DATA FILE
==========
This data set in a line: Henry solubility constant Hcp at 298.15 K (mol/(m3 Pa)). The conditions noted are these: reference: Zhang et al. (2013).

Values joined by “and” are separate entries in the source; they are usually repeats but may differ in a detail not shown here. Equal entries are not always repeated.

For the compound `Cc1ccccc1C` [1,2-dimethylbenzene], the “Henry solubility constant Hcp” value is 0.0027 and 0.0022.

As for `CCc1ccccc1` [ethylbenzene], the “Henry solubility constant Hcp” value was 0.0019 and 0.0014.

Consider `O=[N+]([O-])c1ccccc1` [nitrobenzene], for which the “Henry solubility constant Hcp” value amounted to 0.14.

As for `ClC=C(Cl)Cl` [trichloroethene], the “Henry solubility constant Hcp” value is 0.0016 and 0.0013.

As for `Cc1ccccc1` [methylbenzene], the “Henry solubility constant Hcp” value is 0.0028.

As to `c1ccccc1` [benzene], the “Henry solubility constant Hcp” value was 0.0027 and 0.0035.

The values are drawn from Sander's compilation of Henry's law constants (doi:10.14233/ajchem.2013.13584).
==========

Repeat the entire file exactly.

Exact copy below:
This data set in a line: Henry solubility constant Hcp at 298.15 K (mol/(m3 Pa)). The conditions noted are these: reference: Zhang et al. (2013).

Values joined by “and” are separate entries in the source; they are usually repeats but may differ in a detail not shown here. Equal entries are not always repeated.

For the compound `Cc1ccccc1C` [1,2-dimethylbenzene], the “Henry solubility constant Hcp” value is 0.0027 and 0.0022.

As for `CCc1ccccc1` [ethylbenzene], the “Henry solubility constant Hcp” value was 0.0019 and 0.0014.

Consider `O=[N+]([O-])c1ccccc1` [nitrobenzene], for which the “Henry solubility constant Hcp” value amounted to 0.14.

As for `ClC=C(Cl)Cl` [trichloroethene], the “Henry solubility constant Hcp” value is 0.0016 and 0.0013.

As for `Cc1ccccc1` [methylbenzene], the “Henry solubility constant Hcp” value is 0.0028.

As to `c1ccccc1` [benzene], the “Henry solubility constant Hcp” value was 0.0027 and 0.0035.

The values are drawn from Sander's compilation of Henry's law constants (doi:10.14233/ajchem.2013.13584).